Meet the Condor Cam’s New Stars

Chick #980 Hatched on April 10 and Is Doing Well

California condor #262, father to condor chick #980, both of which are featured in the 2019 live streaming Condor Cam. Viewers from around the world can watch the family in their wild nest on a livestreaming Condor Cam: | Credit: USFWS

Watchers of the California Condor Cam welcomed three new stars to the livestreaming show when a pair of proud parents hatched their first chick on April 10. The camera is installed above a sandy cliffside nest on the Hopper Mountain National Wildlife Refuge in Ventura County. 

Chick #980 is the newest addition to the National Wildlife Refuge in Ventura County.

Though the mother (#563) attempted to raise a chick once before, and the father (#262) successfully fledged with a previous mate, chick #980 is the couple’s first nesting attempt together. On June 5, the camera caught a tender moment between dad and offspring as the two cuddled up before #262 offered up a lunchtime meal of regurgitated carrion.

The Condor Cam has been around since 2015 and documents the efforts of scientists and the endangered bird species to repopulate its California habitats across Monterey, San Benito, San Luis Obispo, Santa Barbara, Ventura, Los Angeles, Kern, Tulare, and Fresno counties. The livestream, which has hundreds of thousands of viewers across the world, is a three-way effort among the Santa Barbara Zoo, the U.S. Fish and Wildlife Service, and the Cornell Lab of Ornithology.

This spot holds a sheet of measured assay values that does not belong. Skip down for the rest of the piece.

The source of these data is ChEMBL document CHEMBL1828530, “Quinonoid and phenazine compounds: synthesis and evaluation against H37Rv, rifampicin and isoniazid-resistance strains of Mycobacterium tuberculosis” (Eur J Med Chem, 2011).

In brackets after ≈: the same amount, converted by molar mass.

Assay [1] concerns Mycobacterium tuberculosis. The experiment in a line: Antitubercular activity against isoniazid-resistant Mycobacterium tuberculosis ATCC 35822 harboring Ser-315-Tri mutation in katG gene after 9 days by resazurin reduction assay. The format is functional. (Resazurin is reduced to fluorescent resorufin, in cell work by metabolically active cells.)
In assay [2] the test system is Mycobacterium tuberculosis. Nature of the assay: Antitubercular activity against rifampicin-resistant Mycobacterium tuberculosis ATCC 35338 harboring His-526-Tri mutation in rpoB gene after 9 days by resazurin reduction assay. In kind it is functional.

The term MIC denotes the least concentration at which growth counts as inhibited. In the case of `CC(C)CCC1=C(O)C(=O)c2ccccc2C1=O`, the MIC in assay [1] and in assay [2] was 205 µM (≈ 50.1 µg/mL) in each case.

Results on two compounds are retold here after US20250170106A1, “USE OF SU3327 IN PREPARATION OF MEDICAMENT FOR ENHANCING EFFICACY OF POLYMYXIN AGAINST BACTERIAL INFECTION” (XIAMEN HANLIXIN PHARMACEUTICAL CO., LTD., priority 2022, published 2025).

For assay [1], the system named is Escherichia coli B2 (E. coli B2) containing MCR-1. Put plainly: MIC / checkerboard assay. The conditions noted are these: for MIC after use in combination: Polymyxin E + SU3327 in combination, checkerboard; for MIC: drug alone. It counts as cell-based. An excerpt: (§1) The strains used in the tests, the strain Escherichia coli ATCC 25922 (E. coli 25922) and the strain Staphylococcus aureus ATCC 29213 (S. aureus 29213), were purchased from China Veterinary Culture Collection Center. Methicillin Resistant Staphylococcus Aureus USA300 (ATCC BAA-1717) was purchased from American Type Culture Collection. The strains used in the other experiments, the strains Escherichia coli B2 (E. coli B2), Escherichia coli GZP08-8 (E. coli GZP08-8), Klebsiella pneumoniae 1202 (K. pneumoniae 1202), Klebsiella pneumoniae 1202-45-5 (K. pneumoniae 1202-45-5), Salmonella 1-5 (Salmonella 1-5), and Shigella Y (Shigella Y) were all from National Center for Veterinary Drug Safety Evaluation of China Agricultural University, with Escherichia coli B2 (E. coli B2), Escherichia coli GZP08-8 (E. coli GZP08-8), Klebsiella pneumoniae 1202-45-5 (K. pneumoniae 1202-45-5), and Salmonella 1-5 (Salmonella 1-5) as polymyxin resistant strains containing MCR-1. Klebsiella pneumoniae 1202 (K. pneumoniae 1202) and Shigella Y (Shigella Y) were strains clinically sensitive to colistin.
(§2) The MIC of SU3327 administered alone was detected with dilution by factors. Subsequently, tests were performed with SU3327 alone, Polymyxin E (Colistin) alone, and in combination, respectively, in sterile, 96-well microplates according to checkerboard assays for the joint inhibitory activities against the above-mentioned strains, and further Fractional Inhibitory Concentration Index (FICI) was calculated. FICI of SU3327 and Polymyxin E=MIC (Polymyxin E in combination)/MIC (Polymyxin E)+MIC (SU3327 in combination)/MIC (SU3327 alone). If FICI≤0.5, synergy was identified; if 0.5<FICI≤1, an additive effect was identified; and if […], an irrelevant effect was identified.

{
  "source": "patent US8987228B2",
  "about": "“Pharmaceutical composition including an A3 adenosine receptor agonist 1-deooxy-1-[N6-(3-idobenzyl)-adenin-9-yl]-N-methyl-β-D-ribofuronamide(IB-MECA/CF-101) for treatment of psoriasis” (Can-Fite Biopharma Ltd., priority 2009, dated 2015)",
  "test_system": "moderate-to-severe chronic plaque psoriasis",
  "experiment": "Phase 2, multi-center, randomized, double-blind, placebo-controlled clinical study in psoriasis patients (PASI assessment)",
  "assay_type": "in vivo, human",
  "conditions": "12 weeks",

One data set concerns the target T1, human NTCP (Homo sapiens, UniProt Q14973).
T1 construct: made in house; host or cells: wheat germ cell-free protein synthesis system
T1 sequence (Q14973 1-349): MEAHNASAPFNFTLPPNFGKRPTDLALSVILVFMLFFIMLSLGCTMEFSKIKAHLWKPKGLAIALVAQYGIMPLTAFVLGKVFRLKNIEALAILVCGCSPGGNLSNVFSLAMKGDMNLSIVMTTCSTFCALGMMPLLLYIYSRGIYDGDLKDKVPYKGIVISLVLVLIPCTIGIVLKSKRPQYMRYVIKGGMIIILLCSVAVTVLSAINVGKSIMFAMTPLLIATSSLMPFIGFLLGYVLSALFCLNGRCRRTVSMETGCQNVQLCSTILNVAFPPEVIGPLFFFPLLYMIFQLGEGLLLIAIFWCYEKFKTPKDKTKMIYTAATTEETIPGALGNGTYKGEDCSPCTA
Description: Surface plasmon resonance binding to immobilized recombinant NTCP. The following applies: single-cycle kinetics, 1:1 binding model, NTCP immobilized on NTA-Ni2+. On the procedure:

“Today’s technology allows researchers like us to observe nests in remote locations without having to trek into the backcountry and wait for days, sometimes weeks, at observation blinds for a glimpse of the condors,” said Dr. Estelle Sandhaus, the S.B. Zoo’s director of conservation and science. “With this livestream, the public can share in the thrill of seeing these rare and highly endangered birds care for their chick and follow its development before it takes its first flight.” The zoo also provides staff and financial support for the Southern California flock and helps recruit and train volunteer watchers for the nests that don’t have cameras. 

Last year’s nesting season was the recovery program’s most successful ever, with 12 nests in the SoCal flock. In 1982, the worldwide condor population had dwindled to just 22 birds. Today, there are nearly 500. Learn more about conservation efforts and watch this year’s Pole Canyon livestream at


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